AutoDietary: A Wearable Acoustic Sensor System for Food Intake Recognition in Daily Life


Nutrition-related diseases are nowadays a main threat to human health and pose great challenges to medical care. A crucial step to solve the problems is to monitor the daily food intake of a person precisely and conveniently. For this purpose, we present AutoDietary, a wearable system to monitor and recognize food intakes in daily life. An embedded hardware prototype is developed to collect food intake sensor data, which is highlighted by a high-fidelity microphone worn on the subject's neck to precisely record acoustic signals during eating in a noninvasive manner. The acoustic data are preprocessed and then sent to a smartphone via Bluetooth, where food types are recognized. In particular, we use hidden Markov models to identify chewing or swallowing events, which are then processed to extract their time/frequency-domain and nonlinear features. A lightweight decision-tree-based algorithm is adopted to recognize the type of food. We also developed an application on the smartphone, which aggregates the food intake recognition results in a user-friendly way and provides suggestions on healthier eating, such as better eating habits or nutrition balance. Experiments show that the accuracy of food-type recognition by AutoDietary is 84.9%, and those to classify liquid and solid food intakes are up to 97.6% and 99.7%, respectively. To evaluate real-life user experience, we conducted a survey, which collects rating from 53 participants on wear comfort and functionalities of AutoDietary. Results show that the current design is acceptable to most of the users.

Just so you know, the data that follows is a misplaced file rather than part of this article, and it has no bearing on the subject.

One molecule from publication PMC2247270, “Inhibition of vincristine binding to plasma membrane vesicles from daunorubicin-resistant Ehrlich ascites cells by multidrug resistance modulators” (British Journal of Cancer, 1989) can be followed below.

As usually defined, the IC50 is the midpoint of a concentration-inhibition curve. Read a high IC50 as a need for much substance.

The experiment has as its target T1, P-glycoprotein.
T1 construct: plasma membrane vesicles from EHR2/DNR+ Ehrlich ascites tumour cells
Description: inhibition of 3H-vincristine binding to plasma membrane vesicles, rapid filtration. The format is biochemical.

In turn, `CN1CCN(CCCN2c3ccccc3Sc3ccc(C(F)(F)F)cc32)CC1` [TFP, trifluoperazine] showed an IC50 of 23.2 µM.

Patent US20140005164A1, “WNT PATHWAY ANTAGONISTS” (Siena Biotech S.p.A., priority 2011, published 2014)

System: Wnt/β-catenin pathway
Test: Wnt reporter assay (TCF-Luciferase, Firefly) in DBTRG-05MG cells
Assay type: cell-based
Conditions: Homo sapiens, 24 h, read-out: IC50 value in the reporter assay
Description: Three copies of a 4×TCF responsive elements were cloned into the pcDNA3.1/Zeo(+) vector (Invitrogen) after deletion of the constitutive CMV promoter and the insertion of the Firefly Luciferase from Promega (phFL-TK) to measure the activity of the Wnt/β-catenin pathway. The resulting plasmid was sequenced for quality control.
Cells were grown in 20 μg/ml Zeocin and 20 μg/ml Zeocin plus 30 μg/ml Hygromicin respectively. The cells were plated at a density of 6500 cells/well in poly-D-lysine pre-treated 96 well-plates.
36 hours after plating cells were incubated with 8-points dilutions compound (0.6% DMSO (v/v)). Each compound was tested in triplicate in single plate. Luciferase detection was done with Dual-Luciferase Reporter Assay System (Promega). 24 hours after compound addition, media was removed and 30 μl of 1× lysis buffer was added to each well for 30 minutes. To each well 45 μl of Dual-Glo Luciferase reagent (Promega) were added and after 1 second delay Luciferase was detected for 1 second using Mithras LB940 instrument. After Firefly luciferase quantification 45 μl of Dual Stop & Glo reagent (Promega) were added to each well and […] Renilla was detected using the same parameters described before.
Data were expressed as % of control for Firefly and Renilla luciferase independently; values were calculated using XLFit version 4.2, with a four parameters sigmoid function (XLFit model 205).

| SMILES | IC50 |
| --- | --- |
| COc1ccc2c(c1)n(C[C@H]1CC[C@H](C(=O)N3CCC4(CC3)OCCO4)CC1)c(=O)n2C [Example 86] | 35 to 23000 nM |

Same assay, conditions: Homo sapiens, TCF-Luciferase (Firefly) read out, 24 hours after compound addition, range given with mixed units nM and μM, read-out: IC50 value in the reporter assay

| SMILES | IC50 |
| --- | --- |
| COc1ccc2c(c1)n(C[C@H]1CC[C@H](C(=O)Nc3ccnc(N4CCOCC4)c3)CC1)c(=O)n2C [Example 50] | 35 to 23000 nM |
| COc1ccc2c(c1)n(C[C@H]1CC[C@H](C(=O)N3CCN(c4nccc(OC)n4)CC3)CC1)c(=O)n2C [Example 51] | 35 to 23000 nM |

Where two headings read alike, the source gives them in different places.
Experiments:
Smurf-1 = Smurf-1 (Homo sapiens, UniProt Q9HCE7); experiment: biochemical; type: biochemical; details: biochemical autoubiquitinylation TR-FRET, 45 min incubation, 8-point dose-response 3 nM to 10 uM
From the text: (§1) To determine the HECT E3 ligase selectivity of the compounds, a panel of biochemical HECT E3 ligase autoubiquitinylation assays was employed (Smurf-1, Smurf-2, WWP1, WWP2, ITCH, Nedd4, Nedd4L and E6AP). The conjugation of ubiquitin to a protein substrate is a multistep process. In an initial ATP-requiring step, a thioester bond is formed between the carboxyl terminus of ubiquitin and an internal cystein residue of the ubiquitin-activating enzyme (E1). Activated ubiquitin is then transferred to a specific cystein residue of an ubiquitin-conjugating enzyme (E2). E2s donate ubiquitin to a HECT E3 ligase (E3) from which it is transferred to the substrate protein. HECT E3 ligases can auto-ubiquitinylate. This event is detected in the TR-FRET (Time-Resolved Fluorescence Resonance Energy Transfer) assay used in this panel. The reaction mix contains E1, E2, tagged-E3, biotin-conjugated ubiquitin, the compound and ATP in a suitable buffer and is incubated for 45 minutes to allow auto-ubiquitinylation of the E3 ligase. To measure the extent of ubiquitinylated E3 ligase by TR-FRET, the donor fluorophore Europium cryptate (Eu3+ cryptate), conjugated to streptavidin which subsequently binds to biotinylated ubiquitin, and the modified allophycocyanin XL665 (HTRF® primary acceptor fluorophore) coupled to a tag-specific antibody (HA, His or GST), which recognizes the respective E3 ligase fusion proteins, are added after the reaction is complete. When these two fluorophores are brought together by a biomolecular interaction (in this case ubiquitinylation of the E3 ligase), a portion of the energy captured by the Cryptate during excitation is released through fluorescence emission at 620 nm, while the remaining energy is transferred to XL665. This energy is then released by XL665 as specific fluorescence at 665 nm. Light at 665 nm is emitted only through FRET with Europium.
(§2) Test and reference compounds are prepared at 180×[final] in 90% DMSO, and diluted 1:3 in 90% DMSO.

In The IEEE Sensors Journal